How to Keep an Artful Pot of Desert Plants Alive Indoors

How to Keep an Artful Pot of Desert Plants Alive Indoors

For example, he says, “You can have a desert cactus indoors — you have to be very cautious about the amount of light and water. You always want to under-water indoors because you run into the issue of rot when there’s too much water in the soil for too long.” Below, he shares other tips for maintaining artful desert plants at home.

Create an urban oasis — with succulents

For city apartments, the Cactus Store recommends the euphorbia family (these are not technically cacti, but succulents), which can require a bit less light then other varietals and are better suited for indoors. Place plants as close as possible to the window and provide good air circulation, rotating them once a month to ensure even light.

Water sparingly

With indoor cacti, it’s better to under-water, about once a month, rather than over-water. A cactus can survive without water for many, many months; but rot is an instant killer. Using a moisture meter will eliminate all the guesswork; otherwise, you can water whenever the soil is completely dry.

Find a spot in the sun

If you can, leave your cacti outside during the growing months, from March to September, for a

happier, more robust look. (Be careful to introduce them to their new outdoor conditions gradually, otherwise they can get sunburned.) Return the rejuvenated plants indoors for the winter, when they can go dormant.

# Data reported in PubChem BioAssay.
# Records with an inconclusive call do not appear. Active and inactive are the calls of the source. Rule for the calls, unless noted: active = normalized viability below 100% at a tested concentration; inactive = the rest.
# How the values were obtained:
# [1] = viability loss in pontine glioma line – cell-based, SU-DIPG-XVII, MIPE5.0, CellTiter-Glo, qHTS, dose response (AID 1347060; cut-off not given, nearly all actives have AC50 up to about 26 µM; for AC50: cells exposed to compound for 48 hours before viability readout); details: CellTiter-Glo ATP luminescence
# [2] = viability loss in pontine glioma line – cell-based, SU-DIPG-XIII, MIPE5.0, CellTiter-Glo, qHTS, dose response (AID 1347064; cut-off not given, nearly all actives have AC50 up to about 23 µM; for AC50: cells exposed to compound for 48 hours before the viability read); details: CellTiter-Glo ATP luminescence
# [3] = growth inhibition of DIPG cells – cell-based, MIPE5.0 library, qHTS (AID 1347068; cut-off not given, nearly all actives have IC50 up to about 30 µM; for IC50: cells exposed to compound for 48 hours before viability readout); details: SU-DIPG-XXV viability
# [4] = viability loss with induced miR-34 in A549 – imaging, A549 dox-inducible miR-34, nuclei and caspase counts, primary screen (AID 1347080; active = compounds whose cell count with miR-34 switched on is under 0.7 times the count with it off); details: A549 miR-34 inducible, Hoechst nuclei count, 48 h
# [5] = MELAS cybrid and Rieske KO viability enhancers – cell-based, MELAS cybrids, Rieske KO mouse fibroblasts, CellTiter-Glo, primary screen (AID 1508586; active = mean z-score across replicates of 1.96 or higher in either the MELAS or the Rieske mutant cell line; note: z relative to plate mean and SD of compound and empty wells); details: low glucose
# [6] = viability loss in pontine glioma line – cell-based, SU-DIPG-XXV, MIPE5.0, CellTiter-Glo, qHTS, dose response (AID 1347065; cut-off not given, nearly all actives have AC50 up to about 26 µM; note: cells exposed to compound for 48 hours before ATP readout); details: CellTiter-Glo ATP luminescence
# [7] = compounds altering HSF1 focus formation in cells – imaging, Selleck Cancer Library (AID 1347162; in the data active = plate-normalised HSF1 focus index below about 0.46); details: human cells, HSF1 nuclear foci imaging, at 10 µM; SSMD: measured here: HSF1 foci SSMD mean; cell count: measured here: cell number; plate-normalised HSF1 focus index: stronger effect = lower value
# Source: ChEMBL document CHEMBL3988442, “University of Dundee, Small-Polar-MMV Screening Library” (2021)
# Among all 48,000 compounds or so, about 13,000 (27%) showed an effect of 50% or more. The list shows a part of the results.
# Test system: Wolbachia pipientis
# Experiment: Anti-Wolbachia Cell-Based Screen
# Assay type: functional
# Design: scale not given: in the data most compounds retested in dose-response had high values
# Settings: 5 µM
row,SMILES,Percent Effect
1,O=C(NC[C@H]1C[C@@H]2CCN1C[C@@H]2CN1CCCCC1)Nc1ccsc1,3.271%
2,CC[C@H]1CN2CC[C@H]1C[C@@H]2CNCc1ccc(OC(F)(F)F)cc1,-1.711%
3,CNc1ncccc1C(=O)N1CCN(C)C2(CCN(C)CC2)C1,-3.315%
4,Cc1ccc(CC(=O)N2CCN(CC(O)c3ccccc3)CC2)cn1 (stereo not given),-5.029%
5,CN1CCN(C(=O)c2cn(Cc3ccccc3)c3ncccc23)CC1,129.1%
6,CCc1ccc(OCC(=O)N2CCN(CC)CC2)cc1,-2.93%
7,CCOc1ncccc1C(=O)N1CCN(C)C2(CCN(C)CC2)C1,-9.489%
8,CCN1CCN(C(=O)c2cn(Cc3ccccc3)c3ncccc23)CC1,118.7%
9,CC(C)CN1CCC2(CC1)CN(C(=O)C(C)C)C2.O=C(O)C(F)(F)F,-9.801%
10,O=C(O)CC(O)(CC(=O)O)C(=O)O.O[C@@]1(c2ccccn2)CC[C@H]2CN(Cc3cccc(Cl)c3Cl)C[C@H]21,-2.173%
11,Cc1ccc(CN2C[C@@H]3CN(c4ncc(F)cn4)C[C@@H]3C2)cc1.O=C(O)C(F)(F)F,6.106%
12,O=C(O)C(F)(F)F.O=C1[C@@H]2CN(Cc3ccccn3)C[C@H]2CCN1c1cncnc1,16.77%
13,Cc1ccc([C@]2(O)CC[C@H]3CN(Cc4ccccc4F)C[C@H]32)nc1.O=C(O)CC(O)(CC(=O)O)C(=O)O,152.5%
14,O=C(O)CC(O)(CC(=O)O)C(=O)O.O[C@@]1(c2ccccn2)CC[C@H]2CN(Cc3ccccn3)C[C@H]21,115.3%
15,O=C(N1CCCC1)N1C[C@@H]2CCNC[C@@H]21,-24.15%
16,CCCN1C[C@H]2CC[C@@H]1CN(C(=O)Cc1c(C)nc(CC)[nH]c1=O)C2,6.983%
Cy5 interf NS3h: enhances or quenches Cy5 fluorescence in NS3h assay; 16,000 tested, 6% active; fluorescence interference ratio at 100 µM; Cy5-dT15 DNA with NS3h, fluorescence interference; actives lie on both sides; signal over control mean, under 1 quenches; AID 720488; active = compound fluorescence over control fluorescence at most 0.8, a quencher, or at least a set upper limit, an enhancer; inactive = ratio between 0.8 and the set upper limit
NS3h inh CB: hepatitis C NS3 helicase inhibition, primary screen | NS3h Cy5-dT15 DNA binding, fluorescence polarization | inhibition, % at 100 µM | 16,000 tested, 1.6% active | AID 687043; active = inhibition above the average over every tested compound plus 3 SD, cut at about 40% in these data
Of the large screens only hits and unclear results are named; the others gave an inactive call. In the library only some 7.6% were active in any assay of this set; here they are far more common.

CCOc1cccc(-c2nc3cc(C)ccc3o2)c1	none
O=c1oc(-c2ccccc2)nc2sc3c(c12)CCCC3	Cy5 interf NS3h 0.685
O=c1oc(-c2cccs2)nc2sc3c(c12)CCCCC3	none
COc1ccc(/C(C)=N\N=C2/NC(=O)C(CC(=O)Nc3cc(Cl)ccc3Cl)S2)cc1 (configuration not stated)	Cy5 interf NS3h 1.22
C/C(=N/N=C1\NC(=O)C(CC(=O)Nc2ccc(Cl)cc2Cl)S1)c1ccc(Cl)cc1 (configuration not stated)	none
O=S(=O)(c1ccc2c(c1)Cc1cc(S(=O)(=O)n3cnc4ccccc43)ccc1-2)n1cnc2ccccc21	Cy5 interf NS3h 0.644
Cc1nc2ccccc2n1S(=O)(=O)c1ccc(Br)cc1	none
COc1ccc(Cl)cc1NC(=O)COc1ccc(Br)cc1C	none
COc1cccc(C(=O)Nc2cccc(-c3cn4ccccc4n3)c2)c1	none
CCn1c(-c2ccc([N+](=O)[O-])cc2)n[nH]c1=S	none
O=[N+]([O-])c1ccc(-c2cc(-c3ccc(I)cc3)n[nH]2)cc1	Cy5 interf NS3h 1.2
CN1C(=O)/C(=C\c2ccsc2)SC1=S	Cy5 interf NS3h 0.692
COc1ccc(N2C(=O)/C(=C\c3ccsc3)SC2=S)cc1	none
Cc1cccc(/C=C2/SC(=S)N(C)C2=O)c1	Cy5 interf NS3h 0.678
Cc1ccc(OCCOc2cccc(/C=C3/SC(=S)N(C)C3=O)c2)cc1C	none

Drainage is key

Make sure to have a pot with drainage at the bottom, and include an inch of pumice or a small rock to aid in it.

Soil matters

Cacti do not like to sit in wet soil — or regular potting soil. Use only a specialized cactus mix, and after repotting in the new soil, do not water for two weeks. Planting typically breaks a cactus’s roots, and you don’t want to expose cut roots to water, as it can create rot.

Watch for warning signs

Early detection, and action, is a must:

- Thinning of the top growth means not enough light.
– Yellow scarring or splotches of extremities exposed to bright sun can mean sunburn.
– Thinning of overall cactus ribs means under-watering.
– White clumps or scale means insect infestation.




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